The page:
We believe the revenues and profits in healthcare will continue to increase, but the biggest investment opportunities lie outside drugs.
Adrien Brossard, Financial Analyst
The growth of the healthcare sector is benefitting from many structural tailwinds such as demographics, increasing access to care and scientific innovation, providing sustainable drivers of revenue growth.
Healthcare has generated good returns for investors. Since 2000, the average annual return of the USA MSCI Healthcare index has been just over 8% (in US dollars) compared to 4.74% for the MSCI World. We believe the revenues and profits of the healthcare companies will continue to increase at a similar pace as in the past and therefore lead to similar returns for shareholders. Yet the main industry beneficiaries are changing, just as growth factors are.
As health systems across the world start to encounter financing issues, cost effectiveness is becoming more relevant than ever. In the US alone, 2% of Gross Domestic Product (GDP) is wasted in healthcare inefficiencies each year. Reducing these inefficiencies is a big opportunity, offering significant potential for companies to boost profit growth and for governments to bring down the health expenditure-to-GDP ratio.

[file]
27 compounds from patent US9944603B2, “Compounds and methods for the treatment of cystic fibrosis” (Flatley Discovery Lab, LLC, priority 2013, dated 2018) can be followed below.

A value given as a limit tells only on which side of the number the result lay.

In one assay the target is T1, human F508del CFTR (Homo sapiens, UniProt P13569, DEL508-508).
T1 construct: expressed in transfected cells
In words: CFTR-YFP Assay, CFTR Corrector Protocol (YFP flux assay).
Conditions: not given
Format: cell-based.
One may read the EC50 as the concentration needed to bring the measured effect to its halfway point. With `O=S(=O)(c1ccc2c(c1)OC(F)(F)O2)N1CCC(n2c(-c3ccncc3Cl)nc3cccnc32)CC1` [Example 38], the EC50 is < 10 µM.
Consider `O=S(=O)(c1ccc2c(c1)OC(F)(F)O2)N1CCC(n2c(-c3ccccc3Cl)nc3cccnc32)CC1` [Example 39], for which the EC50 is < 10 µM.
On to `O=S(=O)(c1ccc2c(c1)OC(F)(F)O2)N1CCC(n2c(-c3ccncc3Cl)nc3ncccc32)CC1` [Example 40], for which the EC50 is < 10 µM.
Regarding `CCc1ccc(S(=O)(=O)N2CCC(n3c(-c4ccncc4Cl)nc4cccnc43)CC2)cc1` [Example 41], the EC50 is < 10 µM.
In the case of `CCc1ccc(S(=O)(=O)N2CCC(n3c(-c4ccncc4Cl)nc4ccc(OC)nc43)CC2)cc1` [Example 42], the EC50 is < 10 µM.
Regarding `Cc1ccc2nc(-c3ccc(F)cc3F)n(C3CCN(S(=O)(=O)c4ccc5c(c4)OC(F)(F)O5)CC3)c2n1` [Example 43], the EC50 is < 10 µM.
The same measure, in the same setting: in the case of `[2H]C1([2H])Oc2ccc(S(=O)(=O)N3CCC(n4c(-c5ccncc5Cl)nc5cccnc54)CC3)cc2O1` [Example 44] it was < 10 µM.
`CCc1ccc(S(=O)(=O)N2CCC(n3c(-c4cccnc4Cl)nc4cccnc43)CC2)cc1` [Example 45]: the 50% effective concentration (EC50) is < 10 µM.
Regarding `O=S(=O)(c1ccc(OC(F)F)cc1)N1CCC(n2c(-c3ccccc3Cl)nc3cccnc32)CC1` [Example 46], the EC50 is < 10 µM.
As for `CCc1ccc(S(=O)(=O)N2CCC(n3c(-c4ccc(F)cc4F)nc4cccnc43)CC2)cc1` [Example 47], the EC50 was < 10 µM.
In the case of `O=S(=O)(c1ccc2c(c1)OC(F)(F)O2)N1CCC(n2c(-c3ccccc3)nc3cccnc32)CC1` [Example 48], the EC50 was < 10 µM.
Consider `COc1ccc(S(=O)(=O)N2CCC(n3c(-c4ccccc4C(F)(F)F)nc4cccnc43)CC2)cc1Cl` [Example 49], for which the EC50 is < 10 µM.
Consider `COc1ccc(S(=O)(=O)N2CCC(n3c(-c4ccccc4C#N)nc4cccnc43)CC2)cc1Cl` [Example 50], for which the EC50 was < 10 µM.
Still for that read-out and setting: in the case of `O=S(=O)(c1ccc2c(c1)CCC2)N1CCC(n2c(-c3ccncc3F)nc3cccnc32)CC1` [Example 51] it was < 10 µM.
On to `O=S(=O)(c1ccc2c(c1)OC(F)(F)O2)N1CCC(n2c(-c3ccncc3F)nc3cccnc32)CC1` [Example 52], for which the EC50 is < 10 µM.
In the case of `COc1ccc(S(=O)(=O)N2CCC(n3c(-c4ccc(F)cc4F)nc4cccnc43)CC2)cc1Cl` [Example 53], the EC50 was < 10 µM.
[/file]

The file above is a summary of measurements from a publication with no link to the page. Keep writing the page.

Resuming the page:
With this in mind, we believe investors should rebalance their intra-sector exposure towards medical devices, life science tools, diagnostics and IT services. These are the areas, we believe, that have the greatest potential for growth. By contrast, with profits already high and the pressure to contain costs rising, we are more prudent on the biggest beneficiaries of inefficiencies—public hospitals, physicians and large pharmaceutical companies.
There are several areas where health outcomes could be improved. Personalised medicine, the customisation and optimisation of healthcare for individual use is one. For example, targeted drugs for each sub-type of lung cancer are much more efficient than those that treat lung cancer in a broad, undifferentiated way.
Gauging the response rate to therapy is another key area where inefficiencies could be addressed. Today, in most cases doctors are unable to predict which patient will respond to therapy and for how long. Most of the traditional diagnostics tools, be it imaging or simple blood tests, fail to identify a lack of response early enough. Usually, unresponsiveness is identified long after a therapy has stopped working, leading to poor outcomes and useless costs. Together, too broad an approach to therapy and failure to measure the effect of therapy are the main sources of clinical waste.